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A similarity exists in the Biblical calendar of the Jews, and in the traditional Chinese calendar; they both are lunar-solar.
This is the only correct calendar from the requirement of Genesis 1:14. In a lunar calendar each month begins at new moon, the narrowest half-circle of moonlight in the sky. Each month is actually 291/2 days so the months alternate 30 days, 29 days, 30 days, etc. The lunar year has 3543/8 days in twelve months, but the solar year has 3651/4 days, (the time the earth makes one orbit of the sun). Chinese and Jewish calendars equalise the lunar and solar year lengths the same way, by a thirteenth month added whenever needed. This works out practically in the nineteen-year cycle wherein twelve years of every nineteen years have 12 months and seven years have 13 months. Nineteen years contain 235 lunar months; so in this way the moon keeps time, and the sun keeps time, and the years keep to the seasons.
Every new moon is set apart as a holiday or special day in both traditions. In the Bible, new moons are sabbaths (rest days) and feast days, for family or friends. New moon observance will be in effect in God’s kingdom; Eze. 46:1,3.
In both calendars New Year Day is at a new moon and set apart as special. The Bible merely speaks about the “beginning of months.” In the Oriental and Jewish traditions the month chosen as first month was sometimes changed by custom or by decree; but God told Moses to begin counting the months at the month ABÌB (springtime), also called NISÀN; Ex. 34:18; Lev. 23:5; Est. 3:7. The present Jewish custom has New Year Day in the autumn, six months later than the Law of Moses. The existing Chinese custom has it two months earlier than the Law of Moses, but eventually all peoples in the New Earth will observe the ‘beginning of months’in accordance as God told to Moses;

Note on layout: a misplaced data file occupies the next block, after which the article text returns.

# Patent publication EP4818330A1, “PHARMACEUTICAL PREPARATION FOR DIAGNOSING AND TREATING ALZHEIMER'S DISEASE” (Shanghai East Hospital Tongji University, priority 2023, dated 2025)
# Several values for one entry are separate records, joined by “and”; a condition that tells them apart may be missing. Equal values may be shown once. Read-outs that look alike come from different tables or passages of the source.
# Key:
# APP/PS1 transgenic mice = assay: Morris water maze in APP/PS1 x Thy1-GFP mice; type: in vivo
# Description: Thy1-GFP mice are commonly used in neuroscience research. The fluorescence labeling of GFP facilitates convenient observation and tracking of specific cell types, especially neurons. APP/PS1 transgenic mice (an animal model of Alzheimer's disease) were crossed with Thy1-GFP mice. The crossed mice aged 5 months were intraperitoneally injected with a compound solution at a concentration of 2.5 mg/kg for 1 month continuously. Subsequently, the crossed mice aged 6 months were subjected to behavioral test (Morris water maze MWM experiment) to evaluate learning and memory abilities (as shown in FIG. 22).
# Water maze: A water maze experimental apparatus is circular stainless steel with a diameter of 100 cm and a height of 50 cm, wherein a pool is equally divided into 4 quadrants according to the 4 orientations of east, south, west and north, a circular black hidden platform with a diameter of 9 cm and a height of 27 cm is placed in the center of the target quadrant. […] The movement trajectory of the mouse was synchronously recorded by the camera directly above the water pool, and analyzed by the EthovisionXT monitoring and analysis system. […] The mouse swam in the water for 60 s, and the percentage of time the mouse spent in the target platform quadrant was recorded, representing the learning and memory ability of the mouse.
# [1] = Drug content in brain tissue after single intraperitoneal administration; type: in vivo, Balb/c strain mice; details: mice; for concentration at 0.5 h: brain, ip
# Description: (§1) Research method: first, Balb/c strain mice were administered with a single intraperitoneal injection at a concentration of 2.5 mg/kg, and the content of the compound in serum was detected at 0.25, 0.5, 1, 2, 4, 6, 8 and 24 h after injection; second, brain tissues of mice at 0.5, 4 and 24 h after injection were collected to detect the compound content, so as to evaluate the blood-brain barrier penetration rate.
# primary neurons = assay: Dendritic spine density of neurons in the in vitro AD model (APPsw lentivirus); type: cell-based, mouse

Passover begins at 14 ABÌB (Joshua 5:10) and is two weeks after the Biblical New Year Day. Passover is a full moon holiday. Full moons are 14 or 15 days following new moons. In some years Ching Ming holiday comes at Passover; in former times it probably was a full moon holiday and then would always be exactly at Passover. There may be a connection. Ching Ming has a tradition about plague, in which many people suddenly died. This may commemorate the first Passover night in Egypt wherein all of Egypt’s firstborn died—anyone not protected by the blood of the lamb. The Passover of the Jews is followed by seven more days, “the feast of unleavened bread.”
SUKKÒT (Feast of Tabernacles) is another full moon holiday, the fifteenth of the seventh month—the same day in autumn as Chinese Mid-Autumn Festival. SUKKÒT is very festive, a day to rejoice with an abundance of grain and fruits from autumn harvests. All nations will celebrate this holiday in God’s kingdom (Zech. 14:16-19) and already the Chinese observe it in part. (But SUKKÒT has seven days more.) This is the last holiday of the year as ordered by Moses.
The Fast of Esther is 13 ADÀR (Esther 9:1,15-19), the same day as Yuen Siu (Chinese Lantern Festival). The Jews also keep the following two days, called PÙRIM; Est. 9:21-22. This is another full moon holiday, a time of light-hearted mirth and street parades amongst the youth. It began with the Jews of Persia, and they certainly would have brought it with them, when they came to China.